All authors have completed and submitted the International Committee of Medical Journal Editors form for disclosure of potential conflicts of interest. Andrew P. Rothstein, Casandra W. Philipson, Birgitte B. Simen, and Robert C. Morfino own Ginkgo Bioworks employee stocks or restricted stock unit grants. Ezra T. Ernst owns XWELL employee stocks or restricted stock unit grants. No other potential conflicts of interest were disclosed.


Newark Liberty International Airport, Newark, New Jersey; John F. Kennedy International Airport, New York, New York; Dulles International Airport, near the District of Columbia; Seattle-Tacoma International Airport, Seattle, Washington; San Francisco International Airport, San Francisco, California; and Los Angeles International Airport, Los Angeles, California.

§ 45 C.F.R. part 46.102(l)(2), 21 C.F.R. part 56; 42 U.S.C. Sect. 241(d); 5 U.S.C. Sect. 552a; 44 U.S.C. Sect. 3501 et seq.

The TGS sequence was submitted to the Global Initiative on Sharing All Influenza Data (GISAID) repository on August 21, 2023 (accession number EPI_ISL_18121060), and raw sequencing reads were submitted to the National Center for Biotechnology Information Sequence Read Archive on August 23, 2023 (accession number SRX21474168).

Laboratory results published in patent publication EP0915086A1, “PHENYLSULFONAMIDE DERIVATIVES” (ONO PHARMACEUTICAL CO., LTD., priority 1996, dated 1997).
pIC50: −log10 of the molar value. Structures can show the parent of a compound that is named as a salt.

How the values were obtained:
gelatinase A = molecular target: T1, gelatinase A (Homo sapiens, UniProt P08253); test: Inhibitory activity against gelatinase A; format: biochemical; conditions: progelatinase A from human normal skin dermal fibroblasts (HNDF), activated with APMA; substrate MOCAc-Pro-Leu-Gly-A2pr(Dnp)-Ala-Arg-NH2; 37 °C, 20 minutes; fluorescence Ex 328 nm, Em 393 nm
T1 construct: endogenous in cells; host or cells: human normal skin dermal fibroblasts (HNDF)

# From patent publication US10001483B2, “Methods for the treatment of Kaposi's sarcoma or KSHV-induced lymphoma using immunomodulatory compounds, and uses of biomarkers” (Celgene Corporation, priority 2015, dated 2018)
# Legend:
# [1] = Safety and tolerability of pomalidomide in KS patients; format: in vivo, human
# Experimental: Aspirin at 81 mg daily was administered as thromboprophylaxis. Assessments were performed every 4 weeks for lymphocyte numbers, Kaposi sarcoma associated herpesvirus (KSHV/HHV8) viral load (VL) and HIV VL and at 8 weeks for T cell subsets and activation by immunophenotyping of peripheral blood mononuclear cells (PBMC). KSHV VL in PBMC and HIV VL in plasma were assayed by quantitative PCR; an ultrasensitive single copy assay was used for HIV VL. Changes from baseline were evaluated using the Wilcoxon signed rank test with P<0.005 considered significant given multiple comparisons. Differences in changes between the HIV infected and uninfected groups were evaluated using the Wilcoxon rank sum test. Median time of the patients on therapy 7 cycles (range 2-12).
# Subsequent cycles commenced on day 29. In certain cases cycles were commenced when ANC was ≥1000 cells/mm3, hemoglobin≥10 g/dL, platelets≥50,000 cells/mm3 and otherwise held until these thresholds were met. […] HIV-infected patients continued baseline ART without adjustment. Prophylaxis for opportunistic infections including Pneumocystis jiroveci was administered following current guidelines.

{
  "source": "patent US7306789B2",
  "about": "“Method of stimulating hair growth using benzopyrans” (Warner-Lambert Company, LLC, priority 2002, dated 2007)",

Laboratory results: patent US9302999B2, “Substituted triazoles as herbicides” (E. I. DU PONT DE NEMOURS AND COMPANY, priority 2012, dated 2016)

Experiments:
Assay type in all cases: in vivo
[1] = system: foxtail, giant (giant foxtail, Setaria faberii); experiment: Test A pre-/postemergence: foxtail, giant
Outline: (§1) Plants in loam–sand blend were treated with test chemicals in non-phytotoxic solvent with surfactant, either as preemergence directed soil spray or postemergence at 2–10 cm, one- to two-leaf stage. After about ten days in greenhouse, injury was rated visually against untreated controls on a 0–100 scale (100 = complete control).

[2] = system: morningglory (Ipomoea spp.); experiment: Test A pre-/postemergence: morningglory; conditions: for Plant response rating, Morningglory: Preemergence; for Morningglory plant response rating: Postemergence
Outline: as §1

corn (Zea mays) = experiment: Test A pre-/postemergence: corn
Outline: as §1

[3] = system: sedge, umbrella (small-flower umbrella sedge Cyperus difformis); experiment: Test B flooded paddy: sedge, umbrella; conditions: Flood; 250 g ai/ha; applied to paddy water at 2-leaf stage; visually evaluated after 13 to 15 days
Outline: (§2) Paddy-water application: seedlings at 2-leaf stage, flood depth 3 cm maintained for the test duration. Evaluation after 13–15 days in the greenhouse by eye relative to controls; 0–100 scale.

** A BA.2.86 sequence from Japan (sample collection date August 24, 2023) was submitted to GISAID on September 7, 2023 (accession number EPI_ISL_18233521). This sequence had mutations that differed from the TGS sample, and unlike the TGS sample, this sequence was assigned to the BA.2.86.1 sublineage.


  1. Lambrou AS, South E, Ballou E, et al. Early detection and surveillance of the SARS-CoV-2 variant BA.2.86—worldwide, July–October 2023. MMWR Morb Mortal Wkly Rep 2023;72:1162–7.
  2. CDC. Respiratory viruses: risk assessment summary for SARS-CoV-2 sublineage BA.2.86. Atlanta, GA: US Department of Health and Human Services, CDC; 2023. Accessed September 8, 2023.
  3. Wegrzyn RD, Appiah GD, Morfino R, et al. Early detection of severe acute respiratory syndrome coronavirus 2 variants using traveler-based genomic surveillance at 4 US airports, September 2021–January 2022. Clin Infect Dis 2023;76:e540–3. PMID:35686436
  4. Rasmussen M, Møller FT, Gunalan V, et al. First cases of SARS-CoV-2 BA.2.86 in Denmark, 2023. Euro Surveill 2023;28:2300460. PMID:37676147
  5. Rothstein AP, Qiu X, Robison K, et al. Bayesian phylogenetics on globally emerging SARS-CoV-2 variant BA.2.86 suggest global distribution and rapid evolution. bioRxiv [Preprint posted online September 11, 2023].